Gold outlook remains tied to political risks

Wednesday, 08 February 2012
Gold outlook remains tied to political risks If 2011 was all about a strong investment case for gold, the sell-off at the very end of last year heralded a more cautious approach to the yellow metal. Most analysts believe gold will continue to rise in the first half of 2012, possibly by as much as $300 to $500 a troy ounce. However, they also warn that prices are likely to start falling in the second half of this year and continue on a downward path into 2013, while platinum and palladium could climb steadily. By Vanya Dragomanovich. http://www.ftseglobalmarkets.com/media/k2/items/cache/5214bdb529ff52c2bc08d9b03f97b94e_XL.jpg

If 2011 was all about a strong investment case for gold, the sell-off at the very end of last year heralded a more cautious approach to the yellow metal. Most analysts believe gold will continue to rise in the first half of 2012, possibly by as much as $300 to $500 a troy ounce. However, they also warn that prices are likely to start falling in the second half of this year and continue on a downward path into 2013, while platinum and palladium could climb steadily. By Vanya Dragomanovich.

The vast strategic allocations—not only from speculators but also from private banking and high net worth individuals—which have shaped the precious metals market over the past two and a half years have now subsided, according to Nick Moore, a commodity analyst at RBS. “To us this had always seemed inevitable. Investment demand could not expand perpetually,” he says.
Even so, this is no grounds to become bearish because the arguments in favour of investing in gold remain solid, adds Moore. Last year, it has to be said, was busier than most, dotted with events that inevitably propelled investors towards gold as a safe haven. In case you’ve forgotten, here’s the well-worn list: the Arab Spring; the Japan earthquake; the conflict in Libya; the downgrading of the US sovereign debt; the Greek debt crisis. Equally inevitably, gold prices shot up from $1,370 a troy ounce in January 2011 to a high of more than $1,900/oz in September. The subsequent drop to $1,670/oz by year end was as much about cashing in on the year's rally as it was about deleveraging while the debt crisis exerted its wasting grip on Europe.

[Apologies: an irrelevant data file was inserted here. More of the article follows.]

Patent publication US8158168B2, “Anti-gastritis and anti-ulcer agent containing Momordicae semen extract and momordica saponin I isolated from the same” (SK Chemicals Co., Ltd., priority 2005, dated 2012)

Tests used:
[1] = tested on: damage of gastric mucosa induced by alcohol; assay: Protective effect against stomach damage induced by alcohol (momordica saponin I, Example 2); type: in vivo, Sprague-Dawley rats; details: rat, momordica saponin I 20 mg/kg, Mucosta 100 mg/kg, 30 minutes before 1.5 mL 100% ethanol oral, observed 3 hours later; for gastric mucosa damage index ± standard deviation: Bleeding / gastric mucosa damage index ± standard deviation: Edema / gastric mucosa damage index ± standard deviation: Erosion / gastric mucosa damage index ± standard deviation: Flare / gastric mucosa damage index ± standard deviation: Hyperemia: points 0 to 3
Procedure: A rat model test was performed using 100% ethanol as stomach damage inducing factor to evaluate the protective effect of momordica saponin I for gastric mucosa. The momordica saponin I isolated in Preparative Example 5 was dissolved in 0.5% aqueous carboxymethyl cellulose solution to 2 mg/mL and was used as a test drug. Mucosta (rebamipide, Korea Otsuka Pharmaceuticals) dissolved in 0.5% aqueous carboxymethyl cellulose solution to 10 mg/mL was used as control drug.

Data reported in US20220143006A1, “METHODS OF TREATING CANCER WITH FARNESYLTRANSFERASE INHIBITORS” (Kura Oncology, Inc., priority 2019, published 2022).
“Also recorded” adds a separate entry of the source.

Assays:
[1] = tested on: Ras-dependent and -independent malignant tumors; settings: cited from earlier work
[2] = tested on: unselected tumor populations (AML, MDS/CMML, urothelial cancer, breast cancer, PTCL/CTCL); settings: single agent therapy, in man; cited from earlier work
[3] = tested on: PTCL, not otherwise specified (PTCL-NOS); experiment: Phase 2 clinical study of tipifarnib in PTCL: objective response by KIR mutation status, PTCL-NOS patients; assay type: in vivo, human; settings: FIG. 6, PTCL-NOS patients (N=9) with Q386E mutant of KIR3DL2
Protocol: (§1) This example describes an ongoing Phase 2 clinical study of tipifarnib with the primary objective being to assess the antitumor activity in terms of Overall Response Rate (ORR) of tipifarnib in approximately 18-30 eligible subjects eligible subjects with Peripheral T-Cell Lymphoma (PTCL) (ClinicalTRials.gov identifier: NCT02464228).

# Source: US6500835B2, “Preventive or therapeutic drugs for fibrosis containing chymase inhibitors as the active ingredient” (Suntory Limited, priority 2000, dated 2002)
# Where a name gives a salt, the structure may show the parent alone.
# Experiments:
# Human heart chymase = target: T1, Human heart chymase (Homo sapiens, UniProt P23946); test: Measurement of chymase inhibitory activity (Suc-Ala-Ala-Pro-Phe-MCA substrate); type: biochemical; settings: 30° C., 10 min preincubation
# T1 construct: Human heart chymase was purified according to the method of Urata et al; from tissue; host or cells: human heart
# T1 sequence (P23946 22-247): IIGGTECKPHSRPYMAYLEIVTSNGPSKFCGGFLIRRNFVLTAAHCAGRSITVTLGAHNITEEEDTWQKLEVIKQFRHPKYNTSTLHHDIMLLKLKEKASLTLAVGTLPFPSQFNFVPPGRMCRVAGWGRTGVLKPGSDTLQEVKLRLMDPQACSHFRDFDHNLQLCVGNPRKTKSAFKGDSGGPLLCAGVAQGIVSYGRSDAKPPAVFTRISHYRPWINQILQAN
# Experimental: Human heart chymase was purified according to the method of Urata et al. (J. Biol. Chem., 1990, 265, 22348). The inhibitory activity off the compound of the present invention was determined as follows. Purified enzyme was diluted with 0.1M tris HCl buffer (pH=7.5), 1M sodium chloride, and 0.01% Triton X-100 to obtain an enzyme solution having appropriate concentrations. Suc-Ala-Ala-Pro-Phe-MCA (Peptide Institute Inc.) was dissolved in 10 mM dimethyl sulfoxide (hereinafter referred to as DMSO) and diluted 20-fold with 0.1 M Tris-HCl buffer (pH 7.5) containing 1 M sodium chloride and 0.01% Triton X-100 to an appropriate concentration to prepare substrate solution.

It is patently clear already that a lot of the uncertainty of 2011 will overhang across the market, at least for the first half of 2012. The list of reasons is again very obvious: the chronic European debt problem; fragile growth in the global economy; and unsettling political stresses emanating from Iran and the US, even potentially Syria. All of these elements will continue to inject volatility into the gold market.
With this amount of uncertainty it would be foolish to write off gold as an investment. Despite the sell-off in December, a large proportion of investors across the board—be they retail, central banks, large institutions or speculators––continue to look at gold either as an alternative currency or a diversification asset designed to protect against losses from other investments.
In the past two months investors have been divided in their approach to gold. While short-term speculators liquidated large positions in December, cashing in on a rally that happened over the course of 2011, long-term investors, particularly ETF investors, stuck faithfully to their positions. Speculative positions in Comex gold are at their lowest levels since 2009 but physical gold ETF holdings reached record levels of 2,300 tonnes in December.
Since the beginning of this year “fresh money has been put to work and the energy sector and precious metals have so far been the main recipients,” particularly gold and silver, says Ole Sloth Hansen, senior commodity manager at Saxo Bank. One of the key factors working in favour of gold is the low interest rate environment which currently exists in over half of G20 countries, he adds.
Further monetary easing in Europe, China and potentially a round of QE3 in the US will increase liquidity and drive the gold price to new records, possibly as early as the first half of 2012. “Liquidity will be a stronger influence on market performance than macroeconomic turbulence,” says Bjarne Schieldrop, chief commodities analyst at SEB bank.
The European sovereign debt crisis will also be supportive at the retail level because at times of crisis retail investors tend to buy gold bars and coins. While at first glance this type of demand may seem like a small driver of the market, industry consultancy Thomson Reuters GFMS says that last year bar and coin buying rivalled that of ETF investment flows.
“Private investors in Europe and the US are the biggest buyers of bars and coins; they buy it for safety because they are worried about the purchasing power of paper currencies,” says Carsten Fritsch, an analyst at Commerzbank.